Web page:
diemai

Thanks a lot , TU community !

9 posts in this topic

Hi , folks ,

I'd just like to say "Thank You" to all the guys here on TU , that have greatly inspired me to try something new in my luremaking:worship::).

So here are my very first lure blanks thru-wired with the attachement eye on their lips , I have never made this style of lure before , I've always thought , that it was too tricky to bend the wire harness to proper shape .

I saw a lot of such lures posted here on TU , so I made up my mind to give it a try as well , and I noticed , that it is not that hard at all .

Thanks for that initial push:):worship:!

My bunch of lures is carved out of abachewood , the harness with the connected lexan lip lip is going to be epoxied into a slot on the belly , that I pre-cut with a saw and extended to required depth with a "Dremel" cutting disc .

I am only not sure yet , wether I should glue in lead sheet weights in the slot as well right from the start , or I should wait for first testing of the completed , but unpainted blanks , and then trim them with lead shot !

I guess , the latter would be safer in terms of the best action to be achieved !

But at first now I am going to put them into a linseedoil/turpentine mixture for a few days to protect the wood against water sepage .

After that , they would have to dry at least for two to three weeks , to be ready for the first paint coat .

Meantime I'd be working on some teakwood lures , cut the blanks out already .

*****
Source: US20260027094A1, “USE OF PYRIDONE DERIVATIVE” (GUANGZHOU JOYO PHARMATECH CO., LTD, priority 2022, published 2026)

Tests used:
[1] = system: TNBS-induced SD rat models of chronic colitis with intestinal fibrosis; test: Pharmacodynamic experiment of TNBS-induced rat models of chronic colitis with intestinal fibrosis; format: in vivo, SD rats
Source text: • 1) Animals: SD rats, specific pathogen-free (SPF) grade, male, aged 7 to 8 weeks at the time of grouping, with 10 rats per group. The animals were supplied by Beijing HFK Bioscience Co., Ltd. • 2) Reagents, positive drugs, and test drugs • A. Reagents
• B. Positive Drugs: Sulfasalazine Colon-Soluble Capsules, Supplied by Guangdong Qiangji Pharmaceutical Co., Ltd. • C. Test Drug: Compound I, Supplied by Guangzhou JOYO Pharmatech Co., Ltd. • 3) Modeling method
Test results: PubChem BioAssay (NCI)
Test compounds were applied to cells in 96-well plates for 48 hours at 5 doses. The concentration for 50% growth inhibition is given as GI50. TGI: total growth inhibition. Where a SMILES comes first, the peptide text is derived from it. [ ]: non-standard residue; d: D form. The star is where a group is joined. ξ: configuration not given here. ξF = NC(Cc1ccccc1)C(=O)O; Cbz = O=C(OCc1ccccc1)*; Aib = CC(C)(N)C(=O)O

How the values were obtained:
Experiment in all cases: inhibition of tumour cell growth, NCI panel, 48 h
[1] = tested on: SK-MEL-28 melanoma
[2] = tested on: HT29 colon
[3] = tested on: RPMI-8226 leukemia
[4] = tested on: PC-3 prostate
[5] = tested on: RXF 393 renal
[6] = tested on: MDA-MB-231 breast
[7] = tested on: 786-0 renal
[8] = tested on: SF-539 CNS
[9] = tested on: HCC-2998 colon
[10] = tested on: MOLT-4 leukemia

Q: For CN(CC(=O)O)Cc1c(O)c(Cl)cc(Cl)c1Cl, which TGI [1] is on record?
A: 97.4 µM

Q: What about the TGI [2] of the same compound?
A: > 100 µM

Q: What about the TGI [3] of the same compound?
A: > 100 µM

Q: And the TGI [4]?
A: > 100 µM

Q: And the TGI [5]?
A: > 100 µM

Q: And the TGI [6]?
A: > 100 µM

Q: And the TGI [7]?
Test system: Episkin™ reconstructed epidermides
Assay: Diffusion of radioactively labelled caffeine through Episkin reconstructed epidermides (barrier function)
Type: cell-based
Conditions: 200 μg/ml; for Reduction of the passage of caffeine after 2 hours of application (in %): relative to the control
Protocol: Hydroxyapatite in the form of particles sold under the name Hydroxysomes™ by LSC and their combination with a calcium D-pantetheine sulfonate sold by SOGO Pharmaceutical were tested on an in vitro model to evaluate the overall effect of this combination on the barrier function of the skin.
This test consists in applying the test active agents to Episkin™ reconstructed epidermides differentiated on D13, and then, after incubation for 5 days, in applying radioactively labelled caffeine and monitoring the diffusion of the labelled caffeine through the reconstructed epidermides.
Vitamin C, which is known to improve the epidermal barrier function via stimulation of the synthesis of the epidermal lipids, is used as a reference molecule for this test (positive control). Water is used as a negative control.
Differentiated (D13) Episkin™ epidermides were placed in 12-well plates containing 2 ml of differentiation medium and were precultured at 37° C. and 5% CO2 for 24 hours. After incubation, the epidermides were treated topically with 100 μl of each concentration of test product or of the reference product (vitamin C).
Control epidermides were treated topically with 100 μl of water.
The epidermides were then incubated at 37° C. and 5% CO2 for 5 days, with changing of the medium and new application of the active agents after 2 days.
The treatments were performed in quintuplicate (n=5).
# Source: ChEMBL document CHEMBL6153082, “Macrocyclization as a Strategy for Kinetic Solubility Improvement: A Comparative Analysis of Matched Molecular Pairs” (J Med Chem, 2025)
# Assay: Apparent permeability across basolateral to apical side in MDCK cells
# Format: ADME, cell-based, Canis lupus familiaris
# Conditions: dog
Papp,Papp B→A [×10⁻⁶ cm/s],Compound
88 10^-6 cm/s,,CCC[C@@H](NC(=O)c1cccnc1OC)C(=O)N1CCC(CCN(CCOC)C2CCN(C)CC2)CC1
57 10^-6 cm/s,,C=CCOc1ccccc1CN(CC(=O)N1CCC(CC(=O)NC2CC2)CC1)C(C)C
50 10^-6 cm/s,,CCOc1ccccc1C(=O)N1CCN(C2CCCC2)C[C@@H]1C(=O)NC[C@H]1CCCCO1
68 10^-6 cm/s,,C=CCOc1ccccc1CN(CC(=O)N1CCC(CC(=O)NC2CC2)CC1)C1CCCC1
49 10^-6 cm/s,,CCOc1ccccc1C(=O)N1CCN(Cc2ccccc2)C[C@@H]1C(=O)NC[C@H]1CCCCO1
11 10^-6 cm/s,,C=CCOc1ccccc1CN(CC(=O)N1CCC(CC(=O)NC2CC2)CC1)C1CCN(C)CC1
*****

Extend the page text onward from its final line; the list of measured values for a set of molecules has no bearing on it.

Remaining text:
Again , thank you all , it's great to be here :).

Greetings , diemai

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Nice shapes. It would probably be prudent to take one of each shape to the next stage for testing. This one should be written off in your mind, as you may have to cut, drill and hack to get the best out of it. After successful tests, a top coat should be added with hardware, to check that everything still works (strange things can happen!), then finish the rest with confidence.

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Good work! Glad to see you made a determined effort to accomplish your construction method! That is the kind of initiative it takes to make innovative lures!

I have no idea as to the buoyancy of your chosen wood, which will determine weighting--some heavier woods require little or no ballast, while lighter woods all need some. There are several ways to figure the amount of ballast, and it is likely you will develop your own method of determining the amount as best suits your construction techniques for particular wood types. My own method is to build a finished lure, and make an educated guess with the amount and placement of ballast while keeping notes. This is the best method...FOR ME!

Congrats on your work!

Dean

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Good job!

Be sure you're careful with the teak dust. It can really trigger some nasty allergic reactions, if you're allergic.

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Thank you all a lot for your kind comments and advice , I really appreciate that :)!

@ Dean

Abachewood is quite popular for crankbaits over here in Europe , you can get it in different grades of density , the lightest is quite soft , but still holds epoxied screweyes , it is about as heavy as balsa of the hardest quality .